About 400 titles have been digitised, and will be uploaded in batches over the coming year. The first 11 titles uploaded are Handbooks from the 1980s and 1990s, and these will be followed by Technical Papers, Journals of the Forestry Commission, Bulletins, Booklets, Field Books and Annual Reports.

The archived publications can be accessed free of charge at www.forestry.gov.uk/publications, by selecting "Archive" from the Category menu.

Original Web Post: Can be found here.

Source: I&PE Real Estate. 24 November 2015

Investment in UK forestry is at a record high, according to a joint report by Tilhill Forestry and John Clegg & Co.

The UK Forest Market Report found that £151.15m ($160.8m) worth of productive forests were traded in 2014.

A total of 98 properties – or 18,435 hectares – were sold last year.

This year, UK timber production is up to 11.4m tonnes, driven by standing timber prices, now at their highest since 1998.

George McRobbie, managing director at Tilhill Forestry, said UK forestry had “some of the highest environmental standards in the world”, with the country being the third-largest timber-product importer worldwide, presenting a “tremendous opportunity” for home-grown timber.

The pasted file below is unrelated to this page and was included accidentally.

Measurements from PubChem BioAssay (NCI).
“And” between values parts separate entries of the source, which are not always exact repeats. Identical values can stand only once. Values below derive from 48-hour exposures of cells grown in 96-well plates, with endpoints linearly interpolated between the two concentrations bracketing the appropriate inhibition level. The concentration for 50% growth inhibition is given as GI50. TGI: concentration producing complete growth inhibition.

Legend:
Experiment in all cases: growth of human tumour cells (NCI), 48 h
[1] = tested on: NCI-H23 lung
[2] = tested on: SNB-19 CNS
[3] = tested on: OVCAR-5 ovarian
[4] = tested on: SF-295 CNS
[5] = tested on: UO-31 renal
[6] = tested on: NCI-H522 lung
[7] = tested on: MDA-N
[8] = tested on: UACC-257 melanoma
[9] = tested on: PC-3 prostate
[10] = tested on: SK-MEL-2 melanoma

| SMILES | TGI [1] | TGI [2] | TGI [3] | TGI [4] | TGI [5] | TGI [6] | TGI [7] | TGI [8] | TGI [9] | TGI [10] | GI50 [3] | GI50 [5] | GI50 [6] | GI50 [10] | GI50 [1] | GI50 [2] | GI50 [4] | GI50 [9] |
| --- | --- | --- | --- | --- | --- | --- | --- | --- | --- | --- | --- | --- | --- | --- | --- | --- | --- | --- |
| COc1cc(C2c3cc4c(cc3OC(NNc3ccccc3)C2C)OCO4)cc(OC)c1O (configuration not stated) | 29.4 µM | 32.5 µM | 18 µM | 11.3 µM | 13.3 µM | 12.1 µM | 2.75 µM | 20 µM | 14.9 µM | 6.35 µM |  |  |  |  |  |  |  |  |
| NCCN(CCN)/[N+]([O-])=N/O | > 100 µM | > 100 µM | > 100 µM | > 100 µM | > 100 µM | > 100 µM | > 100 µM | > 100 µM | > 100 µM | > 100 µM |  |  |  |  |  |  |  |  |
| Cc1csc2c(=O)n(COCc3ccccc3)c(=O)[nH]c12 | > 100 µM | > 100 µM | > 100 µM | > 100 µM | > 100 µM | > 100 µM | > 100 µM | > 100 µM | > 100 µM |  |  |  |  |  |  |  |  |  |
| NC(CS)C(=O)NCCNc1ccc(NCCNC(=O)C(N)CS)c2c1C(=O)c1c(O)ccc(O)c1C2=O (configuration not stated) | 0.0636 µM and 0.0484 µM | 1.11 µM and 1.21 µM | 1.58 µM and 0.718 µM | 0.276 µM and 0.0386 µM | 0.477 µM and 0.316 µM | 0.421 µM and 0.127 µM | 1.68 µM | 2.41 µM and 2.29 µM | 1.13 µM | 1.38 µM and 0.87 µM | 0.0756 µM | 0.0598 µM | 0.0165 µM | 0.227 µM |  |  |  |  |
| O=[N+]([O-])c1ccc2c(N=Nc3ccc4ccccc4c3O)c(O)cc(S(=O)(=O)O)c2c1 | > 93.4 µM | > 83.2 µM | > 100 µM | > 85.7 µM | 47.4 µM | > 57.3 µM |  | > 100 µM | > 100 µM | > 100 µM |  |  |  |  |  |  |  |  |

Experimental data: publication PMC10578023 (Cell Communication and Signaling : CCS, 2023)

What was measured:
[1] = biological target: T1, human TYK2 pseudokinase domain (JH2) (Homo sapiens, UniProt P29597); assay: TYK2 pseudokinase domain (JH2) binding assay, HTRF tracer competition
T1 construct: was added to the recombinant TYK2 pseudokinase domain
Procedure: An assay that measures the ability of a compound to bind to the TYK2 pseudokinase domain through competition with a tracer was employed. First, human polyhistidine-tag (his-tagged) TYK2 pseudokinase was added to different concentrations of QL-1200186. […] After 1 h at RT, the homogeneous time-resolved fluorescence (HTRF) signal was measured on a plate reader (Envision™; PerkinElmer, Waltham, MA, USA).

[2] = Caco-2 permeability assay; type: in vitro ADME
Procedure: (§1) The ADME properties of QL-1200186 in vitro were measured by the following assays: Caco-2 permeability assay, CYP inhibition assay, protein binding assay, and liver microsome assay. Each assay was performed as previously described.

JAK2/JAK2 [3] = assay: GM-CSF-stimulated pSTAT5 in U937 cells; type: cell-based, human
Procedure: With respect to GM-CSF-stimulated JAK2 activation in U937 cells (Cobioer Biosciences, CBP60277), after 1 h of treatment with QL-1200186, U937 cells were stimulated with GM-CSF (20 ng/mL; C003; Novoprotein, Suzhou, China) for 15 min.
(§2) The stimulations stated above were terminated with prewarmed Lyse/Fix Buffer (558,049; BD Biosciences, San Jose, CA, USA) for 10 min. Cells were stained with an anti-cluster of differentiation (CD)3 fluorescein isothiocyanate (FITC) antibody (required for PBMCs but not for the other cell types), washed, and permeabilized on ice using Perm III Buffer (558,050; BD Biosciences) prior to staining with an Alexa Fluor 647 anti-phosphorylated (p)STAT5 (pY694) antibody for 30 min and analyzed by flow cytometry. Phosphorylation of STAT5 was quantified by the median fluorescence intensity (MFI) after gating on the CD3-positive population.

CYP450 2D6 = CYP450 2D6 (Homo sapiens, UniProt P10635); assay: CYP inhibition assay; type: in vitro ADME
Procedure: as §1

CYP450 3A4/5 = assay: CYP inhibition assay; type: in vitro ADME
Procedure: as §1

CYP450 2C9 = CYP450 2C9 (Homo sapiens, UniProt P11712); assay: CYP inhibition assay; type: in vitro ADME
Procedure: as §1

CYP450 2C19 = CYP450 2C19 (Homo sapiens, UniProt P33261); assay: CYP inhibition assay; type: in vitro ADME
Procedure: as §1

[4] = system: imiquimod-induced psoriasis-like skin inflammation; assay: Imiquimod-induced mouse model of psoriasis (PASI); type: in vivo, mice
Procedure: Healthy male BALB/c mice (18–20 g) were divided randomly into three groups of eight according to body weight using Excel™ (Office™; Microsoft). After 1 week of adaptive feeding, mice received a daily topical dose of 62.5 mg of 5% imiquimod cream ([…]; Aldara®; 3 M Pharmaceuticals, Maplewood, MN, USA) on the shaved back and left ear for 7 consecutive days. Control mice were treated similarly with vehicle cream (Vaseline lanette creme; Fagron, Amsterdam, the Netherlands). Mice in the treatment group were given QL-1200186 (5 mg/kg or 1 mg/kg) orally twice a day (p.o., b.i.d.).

“The strong market in the UK is encouraging woodland creation, especially on marginal farmland,” he said.

Recorded prices are higher in England, ranging from £10,800 to £12,800 per hectare, compared with an average of £8,497 in Scotland.

In Wales, prices have increased by 23% to an average of £9,162 this year, compared with £7,077 in 2014.

The UK timber-processing industry employs 40,000 people, according to the Office of National Statistics.

However, the UK is still one of the world’s largest timber importers, importing almost 80% of its total timber needs.

Original Web Post: Can be found here.